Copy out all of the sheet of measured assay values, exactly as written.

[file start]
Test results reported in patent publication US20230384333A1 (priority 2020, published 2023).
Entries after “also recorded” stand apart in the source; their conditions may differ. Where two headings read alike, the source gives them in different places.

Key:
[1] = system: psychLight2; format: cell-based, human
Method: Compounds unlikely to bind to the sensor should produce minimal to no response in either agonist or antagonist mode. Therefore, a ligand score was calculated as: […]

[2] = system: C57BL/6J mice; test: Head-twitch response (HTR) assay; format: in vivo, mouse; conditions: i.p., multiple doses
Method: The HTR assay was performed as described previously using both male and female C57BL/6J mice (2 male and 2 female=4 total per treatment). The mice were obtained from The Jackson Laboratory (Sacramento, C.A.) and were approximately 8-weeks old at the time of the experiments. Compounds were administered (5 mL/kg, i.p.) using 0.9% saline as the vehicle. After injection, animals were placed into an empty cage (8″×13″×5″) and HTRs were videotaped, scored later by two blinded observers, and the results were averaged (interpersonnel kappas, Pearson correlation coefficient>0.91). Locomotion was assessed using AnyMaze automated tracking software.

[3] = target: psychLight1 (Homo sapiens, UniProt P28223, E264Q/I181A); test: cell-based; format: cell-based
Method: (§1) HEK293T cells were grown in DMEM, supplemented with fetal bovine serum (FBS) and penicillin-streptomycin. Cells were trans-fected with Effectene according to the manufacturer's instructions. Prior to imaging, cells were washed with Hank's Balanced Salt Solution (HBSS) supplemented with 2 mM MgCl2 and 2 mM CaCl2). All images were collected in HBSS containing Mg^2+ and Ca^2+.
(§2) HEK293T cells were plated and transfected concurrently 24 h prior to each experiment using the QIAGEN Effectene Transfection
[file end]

Test results reported in patent publication US20230384333A1 (priority 2020, published 2023).
Entries after “also recorded” stand apart in the source; their conditions may differ. Where two headings read alike, the source gives them in different places.

Key:
[1] = system: psychLight2; format: cell-based, human
Method: Compounds unlikely to bind to the sensor should produce minimal to no response in either agonist or antagonist mode. Therefore, a ligand score was calculated as: […]

[2] = system: C57BL/6J mice; test: Head-twitch response (HTR) assay; format: in vivo, mouse; conditions: i.p., multiple doses
Method: The HTR assay was performed as described previously using both male and female C57BL/6J mice (2 male and 2 female=4 total per treatment). The mice were obtained from The Jackson Laboratory (Sacramento, C.A.) and were approximately 8-weeks old at the time of the experiments. Compounds were administered (5 mL/kg, i.p.) using 0.9% saline as the vehicle. After injection, animals were placed into an empty cage (8″×13″×5″) and HTRs were videotaped, scored later by two blinded observers, and the results were averaged (interpersonnel kappas, Pearson correlation coefficient>0.91). Locomotion was assessed using AnyMaze automated tracking software.

[3] = target: psychLight1 (Homo sapiens, UniProt P28223, E264Q/I181A); test: cell-based; format: cell-based
Method: (§1) HEK293T cells were grown in DMEM, supplemented with fetal bovine serum (FBS) and penicillin-streptomycin. Cells were trans-fected with Effectene according to the manufacturer's instructions. Prior to imaging, cells were washed with Hank's Balanced Salt Solution (HBSS) supplemented with 2 mM MgCl2 and 2 mM CaCl2). All images were collected in HBSS containing Mg^2+ and Ca^2+.
(§2) HEK293T cells were plated and transfected concurrently 24 h prior to each experiment using the QIAGEN Effectene Transfection